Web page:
• One-Line and Three-Line Diagrams: One-line diagrams offer viewers a bird’s eye view of an electrical system. All of the important system components, like the fault current and system voltage, are included in a one-line diagram. Three-Line diagrams offer a more detailed view of a system than one-line diagrams. They expand upon one-line diagrams by showing different phase relationships and transformer connections.


CAD designers are typically well-versed in several different software programs. The most popular programs used by designers and firms include:

     TinyCAD: TinyCAD is a free, open-source program for drawing circuit diagrams. This popular program runs under Windows. It encourages sharing and collaboration by inviting designers to upload useful symbols that may benefit others in their drawings. You can find a support forum, symbol search, and various tutorials on their website. New versions of TinyCAD are also installed regularly and can be downloaded for free.

     SmartDraw: SmartDraw is another free online CAD drafting software suitable for beginners and experts. Many designers find it to be extremely user-friendly. With the program’s provided set of smart CAD tools, designers can easily adjust the dimensions and angles of different spaces in their diagrams. Within minutes, you can build a drawing using one of the templates and examples provided for free. An extensive symbol library is also available for designers. Working with a big team? Your designer can easily share their work via Dropbox®, GoogleDrive®, Box®, or OneDrive®.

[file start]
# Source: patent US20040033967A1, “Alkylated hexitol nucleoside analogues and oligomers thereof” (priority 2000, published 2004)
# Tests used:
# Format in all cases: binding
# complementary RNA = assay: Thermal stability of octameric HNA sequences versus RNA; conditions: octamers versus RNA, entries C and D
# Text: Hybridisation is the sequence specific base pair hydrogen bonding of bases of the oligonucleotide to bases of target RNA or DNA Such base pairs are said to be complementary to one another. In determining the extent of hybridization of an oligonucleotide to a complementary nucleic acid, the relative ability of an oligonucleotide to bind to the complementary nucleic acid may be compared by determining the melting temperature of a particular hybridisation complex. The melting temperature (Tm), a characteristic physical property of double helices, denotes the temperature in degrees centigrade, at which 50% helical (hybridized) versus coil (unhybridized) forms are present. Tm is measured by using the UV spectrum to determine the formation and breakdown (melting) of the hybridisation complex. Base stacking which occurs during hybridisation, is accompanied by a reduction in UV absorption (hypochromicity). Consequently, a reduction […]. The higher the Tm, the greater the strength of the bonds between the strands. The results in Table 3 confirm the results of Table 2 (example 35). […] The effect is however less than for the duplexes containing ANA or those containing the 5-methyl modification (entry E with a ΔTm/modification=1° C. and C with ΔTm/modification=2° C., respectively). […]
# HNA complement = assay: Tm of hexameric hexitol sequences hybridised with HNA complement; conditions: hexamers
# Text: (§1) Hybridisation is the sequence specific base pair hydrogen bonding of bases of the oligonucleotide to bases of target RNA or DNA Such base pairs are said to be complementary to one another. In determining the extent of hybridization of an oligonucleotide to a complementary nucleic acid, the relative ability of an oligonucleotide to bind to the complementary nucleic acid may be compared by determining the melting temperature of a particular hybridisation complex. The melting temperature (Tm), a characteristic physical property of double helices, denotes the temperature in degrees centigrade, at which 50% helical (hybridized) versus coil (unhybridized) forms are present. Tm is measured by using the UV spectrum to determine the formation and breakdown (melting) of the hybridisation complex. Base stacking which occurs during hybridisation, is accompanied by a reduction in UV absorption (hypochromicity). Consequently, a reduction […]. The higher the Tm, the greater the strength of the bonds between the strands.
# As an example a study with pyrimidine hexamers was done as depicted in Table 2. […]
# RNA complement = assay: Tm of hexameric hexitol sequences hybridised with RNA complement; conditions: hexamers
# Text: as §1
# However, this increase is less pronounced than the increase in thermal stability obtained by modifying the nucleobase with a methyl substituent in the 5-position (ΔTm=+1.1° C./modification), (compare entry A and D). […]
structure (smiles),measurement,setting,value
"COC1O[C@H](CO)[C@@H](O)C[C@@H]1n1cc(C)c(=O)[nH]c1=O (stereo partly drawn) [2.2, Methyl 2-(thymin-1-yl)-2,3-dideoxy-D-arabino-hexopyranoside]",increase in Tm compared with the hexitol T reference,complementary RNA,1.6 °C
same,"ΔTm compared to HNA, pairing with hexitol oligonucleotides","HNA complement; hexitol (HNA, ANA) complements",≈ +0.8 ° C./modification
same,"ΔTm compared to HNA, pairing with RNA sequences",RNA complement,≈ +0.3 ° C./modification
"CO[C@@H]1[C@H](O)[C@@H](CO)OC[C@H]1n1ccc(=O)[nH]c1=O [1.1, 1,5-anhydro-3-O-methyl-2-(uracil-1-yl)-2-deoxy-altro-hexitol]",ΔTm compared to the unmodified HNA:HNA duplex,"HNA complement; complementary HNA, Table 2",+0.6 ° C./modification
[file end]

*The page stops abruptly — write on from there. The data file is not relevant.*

Scheme-it: Scheme-it offers the resources and tools your team needs to build a proper electronic circuit diagram. The program includes an electronic symbol library and a Digi-Key component catalog. Designers can also keep track of different parts used for a design with the program’s built-in materials manager. Scheme-it can be run on any major web browser without downloading any plug-ins. However, you must register for a membership to share and save designs.